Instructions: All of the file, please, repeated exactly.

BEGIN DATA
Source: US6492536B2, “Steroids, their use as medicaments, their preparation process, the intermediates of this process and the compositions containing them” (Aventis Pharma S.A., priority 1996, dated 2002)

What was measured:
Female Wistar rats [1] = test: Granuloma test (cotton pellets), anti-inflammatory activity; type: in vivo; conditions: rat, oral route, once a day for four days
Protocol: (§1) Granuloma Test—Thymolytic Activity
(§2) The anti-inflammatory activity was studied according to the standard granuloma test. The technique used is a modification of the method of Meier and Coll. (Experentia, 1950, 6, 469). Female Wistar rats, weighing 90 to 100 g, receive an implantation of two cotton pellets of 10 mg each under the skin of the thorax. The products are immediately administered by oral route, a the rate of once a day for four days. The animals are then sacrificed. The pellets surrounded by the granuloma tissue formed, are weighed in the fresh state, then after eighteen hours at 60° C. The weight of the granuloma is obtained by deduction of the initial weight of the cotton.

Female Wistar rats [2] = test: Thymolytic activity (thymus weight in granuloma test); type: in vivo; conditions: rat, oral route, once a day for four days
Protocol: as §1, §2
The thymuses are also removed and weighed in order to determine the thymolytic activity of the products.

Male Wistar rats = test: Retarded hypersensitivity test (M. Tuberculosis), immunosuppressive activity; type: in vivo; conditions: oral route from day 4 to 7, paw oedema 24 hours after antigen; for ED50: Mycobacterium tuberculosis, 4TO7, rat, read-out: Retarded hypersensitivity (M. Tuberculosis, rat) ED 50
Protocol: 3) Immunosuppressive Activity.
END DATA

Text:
Source: US6492536B2, “Steroids, their use as medicaments, their preparation process, the intermediates of this process and the compositions containing them” (Aventis Pharma S.A., priority 1996, dated 2002)

What was measured:
Female Wistar rats [1] = test: Granuloma test (cotton pellets), anti-inflammatory activity; type: in vivo; conditions: rat, oral route, once a day for four days
Protocol: (§1) Granuloma Test—Thymolytic Activity
(§2) The anti-inflammatory activity was studied according to the standard granuloma test. The technique used is a modification of the method of Meier and Coll. (Experentia, 1950, 6, 469). Female Wistar rats, weighing 90 to 100 g, receive an implantation of two cotton pellets of 10 mg each under the skin of the thorax. The products are immediately administered by oral route, a the rate of once a day for four days. The animals are then sacrificed. The pellets surrounded by the granuloma tissue formed, are weighed in the fresh state, then after eighteen hours at 60° C. The weight of the granuloma is obtained by deduction of the initial weight of the cotton.

Female Wistar rats [2] = test: Thymolytic activity (thymus weight in granuloma test); type: in vivo; conditions: rat, oral route, once a day for four days
Protocol: as §1, §2
The thymuses are also removed and weighed in order to determine the thymolytic activity of the products.

Male Wistar rats = test: Retarded hypersensitivity test (M. Tuberculosis), immunosuppressive activity; type: in vivo; conditions: oral route from day 4 to 7, paw oedema 24 hours after antigen; for ED50: Mycobacterium tuberculosis, 4TO7, rat, read-out: Retarded hypersensitivity (M. Tuberculosis, rat) ED 50
Protocol: 3) Immunosuppressive Activity.